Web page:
This Rotating Head of Franz Kafka is Absolutely a Head-turner

I have to admit that this rotating head of Franz Kafka in Prague is weirdly wonderful. It’s my very first time to see such a public art installation this amazing! I was at loss for words the moment I saw this. Boy, I was mesmerized that I didn’t even take photos right away. Watching the rotating head and figuring out how it works was dizzying. I was not even planning to see or look for this but I stumbled on it while exiting a mall in Prague.

This Rotating Head of Franz Kafka is Absolutely a Head-turner
Statue of Franz Kafka in Prague

This rotating bust of Kafka is aptly entitled, “Metamorphosis.” You can also call it “The Head of Kafka” or “The Head Statue of Kafka.”

This Rotating Head of Franz Kafka is Absolutely a Head-turner
The sculpture is a work of David Cerny.

As you can see, this is unlike other public art you’ll see anywhere in Prague or in the world.

This Rotating Head of Franz Kafka is Absolutely a Head-turner
This Rotating Head of Franz Kafka is Absolutely a Head-turner

The bust has 42 rotating tiers that metamorphose into objects, designs, patterns – or whatever you see. It is said that its constant changes depict the tormenting personality of the Czech writer who lived his whole life with incessant self-doubt.

Bust of FranzKafka
Public art in Prague

The kinetic sculpture is shiny reflective and is absolutely a head-turner (figuratively and literally)!

Where is it?

You can find it in the busy Quadrio business district in Prague. It’s right above the metro station called Národní třída.

Another Statue of Kafka

If you want to trace Kafka in Prague, you might also be interested in seeing another weirdly wonderful sculpture of him. To describe it simply, this statue shows a tiny, young man sitting on the shoulders of a big, tall guy. If you’ve read Kafka’s short story, “Description of a Struggle,” then, this statue comes to mind.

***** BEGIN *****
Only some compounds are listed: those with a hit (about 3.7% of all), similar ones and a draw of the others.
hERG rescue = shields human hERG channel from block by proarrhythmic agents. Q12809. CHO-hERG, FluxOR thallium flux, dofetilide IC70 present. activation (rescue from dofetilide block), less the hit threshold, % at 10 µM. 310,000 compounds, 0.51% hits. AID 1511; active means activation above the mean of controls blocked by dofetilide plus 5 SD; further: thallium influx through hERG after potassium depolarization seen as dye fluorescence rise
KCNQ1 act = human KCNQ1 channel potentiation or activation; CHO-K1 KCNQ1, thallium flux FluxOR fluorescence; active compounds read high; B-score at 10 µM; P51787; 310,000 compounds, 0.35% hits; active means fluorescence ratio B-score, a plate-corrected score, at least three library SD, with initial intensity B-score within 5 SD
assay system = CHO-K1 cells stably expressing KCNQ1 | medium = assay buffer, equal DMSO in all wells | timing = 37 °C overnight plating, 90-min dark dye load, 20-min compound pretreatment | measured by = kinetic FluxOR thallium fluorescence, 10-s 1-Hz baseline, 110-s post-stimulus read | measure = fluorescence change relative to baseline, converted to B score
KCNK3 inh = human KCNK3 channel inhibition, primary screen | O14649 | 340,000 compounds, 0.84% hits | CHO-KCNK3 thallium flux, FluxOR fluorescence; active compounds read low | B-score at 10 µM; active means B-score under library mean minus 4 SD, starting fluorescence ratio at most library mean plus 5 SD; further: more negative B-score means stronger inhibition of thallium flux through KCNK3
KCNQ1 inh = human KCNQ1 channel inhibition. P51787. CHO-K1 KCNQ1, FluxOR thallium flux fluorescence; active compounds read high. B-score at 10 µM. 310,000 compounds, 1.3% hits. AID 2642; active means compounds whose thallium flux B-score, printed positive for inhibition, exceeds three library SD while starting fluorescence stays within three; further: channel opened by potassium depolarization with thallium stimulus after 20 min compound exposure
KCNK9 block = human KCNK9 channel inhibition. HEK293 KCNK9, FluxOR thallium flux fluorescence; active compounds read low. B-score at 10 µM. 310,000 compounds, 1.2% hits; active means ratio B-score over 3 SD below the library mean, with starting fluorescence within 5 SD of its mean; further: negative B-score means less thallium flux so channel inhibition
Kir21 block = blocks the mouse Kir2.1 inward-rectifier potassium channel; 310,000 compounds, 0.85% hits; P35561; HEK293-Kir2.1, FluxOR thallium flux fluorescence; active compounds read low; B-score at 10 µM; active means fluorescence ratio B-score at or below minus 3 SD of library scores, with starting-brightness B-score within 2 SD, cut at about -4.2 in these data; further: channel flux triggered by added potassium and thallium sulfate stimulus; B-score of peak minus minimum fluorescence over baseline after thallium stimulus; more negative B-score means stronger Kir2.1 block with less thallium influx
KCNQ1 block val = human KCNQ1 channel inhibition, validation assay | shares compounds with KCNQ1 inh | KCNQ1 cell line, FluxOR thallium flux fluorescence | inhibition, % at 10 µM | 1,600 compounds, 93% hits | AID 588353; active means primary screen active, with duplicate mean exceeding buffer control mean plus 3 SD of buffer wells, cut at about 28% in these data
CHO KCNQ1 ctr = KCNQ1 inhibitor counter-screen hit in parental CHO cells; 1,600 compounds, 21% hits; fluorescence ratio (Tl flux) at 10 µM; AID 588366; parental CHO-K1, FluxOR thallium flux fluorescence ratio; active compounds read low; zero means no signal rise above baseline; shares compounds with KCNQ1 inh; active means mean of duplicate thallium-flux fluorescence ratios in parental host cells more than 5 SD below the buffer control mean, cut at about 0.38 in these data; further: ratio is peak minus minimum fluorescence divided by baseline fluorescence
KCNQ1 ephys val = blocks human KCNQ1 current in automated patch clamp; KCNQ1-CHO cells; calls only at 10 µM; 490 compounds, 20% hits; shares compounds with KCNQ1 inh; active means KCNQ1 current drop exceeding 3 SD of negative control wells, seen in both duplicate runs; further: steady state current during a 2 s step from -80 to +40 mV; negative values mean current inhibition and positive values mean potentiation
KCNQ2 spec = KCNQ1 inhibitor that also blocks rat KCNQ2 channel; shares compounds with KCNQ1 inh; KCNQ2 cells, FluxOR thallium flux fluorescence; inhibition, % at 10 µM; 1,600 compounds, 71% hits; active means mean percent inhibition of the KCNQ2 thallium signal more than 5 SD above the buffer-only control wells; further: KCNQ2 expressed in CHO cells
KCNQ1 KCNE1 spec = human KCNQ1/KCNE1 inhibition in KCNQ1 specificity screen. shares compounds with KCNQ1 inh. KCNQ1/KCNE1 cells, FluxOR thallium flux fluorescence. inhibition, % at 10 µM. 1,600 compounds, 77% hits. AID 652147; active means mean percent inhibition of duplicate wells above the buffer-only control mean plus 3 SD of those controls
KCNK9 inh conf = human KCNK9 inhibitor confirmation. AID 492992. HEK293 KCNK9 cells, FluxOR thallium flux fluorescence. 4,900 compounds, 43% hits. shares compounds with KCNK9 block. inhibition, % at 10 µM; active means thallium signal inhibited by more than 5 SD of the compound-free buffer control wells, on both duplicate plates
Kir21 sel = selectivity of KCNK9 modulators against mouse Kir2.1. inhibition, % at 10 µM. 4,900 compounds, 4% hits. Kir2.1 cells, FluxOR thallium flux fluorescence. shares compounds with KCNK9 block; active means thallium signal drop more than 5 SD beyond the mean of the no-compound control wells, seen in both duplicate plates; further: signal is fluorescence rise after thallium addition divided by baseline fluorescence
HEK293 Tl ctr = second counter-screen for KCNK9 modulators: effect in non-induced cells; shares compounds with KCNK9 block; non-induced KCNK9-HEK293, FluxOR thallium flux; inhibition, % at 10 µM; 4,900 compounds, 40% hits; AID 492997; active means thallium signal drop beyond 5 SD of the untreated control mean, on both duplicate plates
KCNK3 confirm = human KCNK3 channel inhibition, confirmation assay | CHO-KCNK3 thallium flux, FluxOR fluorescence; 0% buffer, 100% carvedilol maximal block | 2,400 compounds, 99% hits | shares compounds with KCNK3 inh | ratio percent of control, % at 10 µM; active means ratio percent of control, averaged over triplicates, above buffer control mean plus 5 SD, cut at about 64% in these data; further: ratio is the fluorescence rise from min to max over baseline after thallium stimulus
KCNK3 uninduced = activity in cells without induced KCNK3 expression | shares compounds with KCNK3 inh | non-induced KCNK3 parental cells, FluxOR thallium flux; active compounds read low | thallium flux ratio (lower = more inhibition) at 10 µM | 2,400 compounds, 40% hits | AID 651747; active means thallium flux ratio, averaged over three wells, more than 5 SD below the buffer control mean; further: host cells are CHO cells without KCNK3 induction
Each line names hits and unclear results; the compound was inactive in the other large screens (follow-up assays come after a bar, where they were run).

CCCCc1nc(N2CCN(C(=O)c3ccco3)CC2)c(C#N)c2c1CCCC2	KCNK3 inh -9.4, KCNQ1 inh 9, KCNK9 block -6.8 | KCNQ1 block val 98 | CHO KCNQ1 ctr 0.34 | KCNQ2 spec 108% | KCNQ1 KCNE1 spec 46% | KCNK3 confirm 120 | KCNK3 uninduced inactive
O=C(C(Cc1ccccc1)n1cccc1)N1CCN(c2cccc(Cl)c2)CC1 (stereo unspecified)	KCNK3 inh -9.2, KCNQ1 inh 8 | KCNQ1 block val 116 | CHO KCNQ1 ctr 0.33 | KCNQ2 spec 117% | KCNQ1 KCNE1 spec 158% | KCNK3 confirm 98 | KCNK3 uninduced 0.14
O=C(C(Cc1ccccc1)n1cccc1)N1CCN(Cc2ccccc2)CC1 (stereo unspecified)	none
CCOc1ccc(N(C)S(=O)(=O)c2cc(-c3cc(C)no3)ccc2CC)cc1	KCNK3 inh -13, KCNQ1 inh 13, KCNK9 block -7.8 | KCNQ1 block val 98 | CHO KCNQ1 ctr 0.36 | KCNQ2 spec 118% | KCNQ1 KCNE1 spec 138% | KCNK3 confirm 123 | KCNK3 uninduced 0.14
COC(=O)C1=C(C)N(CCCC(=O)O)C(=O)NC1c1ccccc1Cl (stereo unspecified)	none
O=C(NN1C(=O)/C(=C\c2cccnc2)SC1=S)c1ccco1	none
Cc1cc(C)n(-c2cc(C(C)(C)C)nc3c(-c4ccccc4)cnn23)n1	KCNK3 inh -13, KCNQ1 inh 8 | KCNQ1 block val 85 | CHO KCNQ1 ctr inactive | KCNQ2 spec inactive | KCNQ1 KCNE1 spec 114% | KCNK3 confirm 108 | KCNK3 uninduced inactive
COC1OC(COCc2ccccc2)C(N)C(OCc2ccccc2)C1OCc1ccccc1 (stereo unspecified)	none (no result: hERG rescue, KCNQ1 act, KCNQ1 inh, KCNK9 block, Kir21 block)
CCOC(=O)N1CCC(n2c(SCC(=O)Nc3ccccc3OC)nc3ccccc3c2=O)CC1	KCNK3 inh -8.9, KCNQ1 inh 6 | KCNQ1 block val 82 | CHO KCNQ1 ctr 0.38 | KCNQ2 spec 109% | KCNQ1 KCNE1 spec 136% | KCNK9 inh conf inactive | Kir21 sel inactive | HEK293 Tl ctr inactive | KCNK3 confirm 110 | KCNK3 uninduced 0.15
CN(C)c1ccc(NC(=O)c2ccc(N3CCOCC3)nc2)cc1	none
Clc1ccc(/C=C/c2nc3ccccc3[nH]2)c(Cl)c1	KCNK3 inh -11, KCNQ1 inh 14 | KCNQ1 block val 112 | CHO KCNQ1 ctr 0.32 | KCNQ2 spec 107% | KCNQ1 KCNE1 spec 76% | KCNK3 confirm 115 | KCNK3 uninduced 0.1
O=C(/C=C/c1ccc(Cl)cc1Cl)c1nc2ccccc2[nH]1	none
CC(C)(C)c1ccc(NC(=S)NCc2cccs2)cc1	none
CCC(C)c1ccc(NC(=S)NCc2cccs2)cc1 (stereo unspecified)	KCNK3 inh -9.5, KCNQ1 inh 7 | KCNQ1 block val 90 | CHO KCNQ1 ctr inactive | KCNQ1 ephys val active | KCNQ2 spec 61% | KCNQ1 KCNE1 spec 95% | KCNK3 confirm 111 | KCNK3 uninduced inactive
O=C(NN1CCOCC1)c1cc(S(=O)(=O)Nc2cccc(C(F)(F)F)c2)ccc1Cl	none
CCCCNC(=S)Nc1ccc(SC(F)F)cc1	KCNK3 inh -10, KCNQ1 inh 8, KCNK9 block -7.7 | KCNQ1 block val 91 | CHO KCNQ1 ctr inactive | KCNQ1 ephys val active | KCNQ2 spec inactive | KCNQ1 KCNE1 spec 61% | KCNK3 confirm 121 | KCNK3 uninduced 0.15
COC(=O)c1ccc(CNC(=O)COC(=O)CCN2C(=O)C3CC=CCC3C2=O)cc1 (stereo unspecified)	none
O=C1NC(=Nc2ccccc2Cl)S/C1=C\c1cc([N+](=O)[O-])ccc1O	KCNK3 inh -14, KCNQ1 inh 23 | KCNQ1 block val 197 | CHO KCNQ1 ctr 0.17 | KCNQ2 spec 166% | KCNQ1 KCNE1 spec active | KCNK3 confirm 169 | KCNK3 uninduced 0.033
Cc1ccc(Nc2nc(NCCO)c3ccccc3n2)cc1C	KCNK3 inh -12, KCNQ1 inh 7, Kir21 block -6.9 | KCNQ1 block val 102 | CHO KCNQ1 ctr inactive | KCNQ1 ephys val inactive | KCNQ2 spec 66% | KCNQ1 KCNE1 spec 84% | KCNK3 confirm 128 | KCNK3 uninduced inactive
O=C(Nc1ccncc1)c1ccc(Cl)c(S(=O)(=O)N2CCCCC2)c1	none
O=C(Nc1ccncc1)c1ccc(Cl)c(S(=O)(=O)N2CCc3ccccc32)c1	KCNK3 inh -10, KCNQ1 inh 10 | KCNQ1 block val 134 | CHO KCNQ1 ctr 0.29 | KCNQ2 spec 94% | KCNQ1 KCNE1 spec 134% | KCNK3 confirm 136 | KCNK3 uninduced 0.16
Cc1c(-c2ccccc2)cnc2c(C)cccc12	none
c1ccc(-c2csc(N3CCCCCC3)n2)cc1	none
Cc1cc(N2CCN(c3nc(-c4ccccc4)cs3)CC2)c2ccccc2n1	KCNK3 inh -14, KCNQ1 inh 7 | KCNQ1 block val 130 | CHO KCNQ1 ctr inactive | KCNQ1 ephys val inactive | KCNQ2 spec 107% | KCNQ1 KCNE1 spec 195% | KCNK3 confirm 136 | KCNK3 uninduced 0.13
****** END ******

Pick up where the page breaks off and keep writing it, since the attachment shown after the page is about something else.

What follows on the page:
Statue of Kafka Prague

You can find this public art on Dusni Street, just outside the historic Jewish Cemetery. Kafka used to live on this street where he wrote many of his stories.

Someone told me that if you touch this sculpture, you’ll be back in Prague one day. And so I did! Let’s see if that happens.

Hotel / Hostel in Prague

I stayed at Cosmopole Hostel in a busy area where public transport to and from the train station is just a few steps from the door. The Old Town is around 20 minutes walk, passing by some of the city’s unique architecture. The hostel is surrounded by shops and cafes that are even late at night. The rooms are quite small, but with only four people in it, you can still move around comfortably. Be aware that Prague is pretty expensive, so finding cheap accommodation can be a challenge. It’s also super touristy here, the earlier you book, the better you have the chance to get a bed space.

These hostels are in the center of the Old Town: SafeStay Prague and Hostel Homer. If you can afford, the Corinthia Hotel Prague is for you. You can book all of these hotel/hotels in Prague via BookingTripAdvisorHostelWorld, and Expedia.

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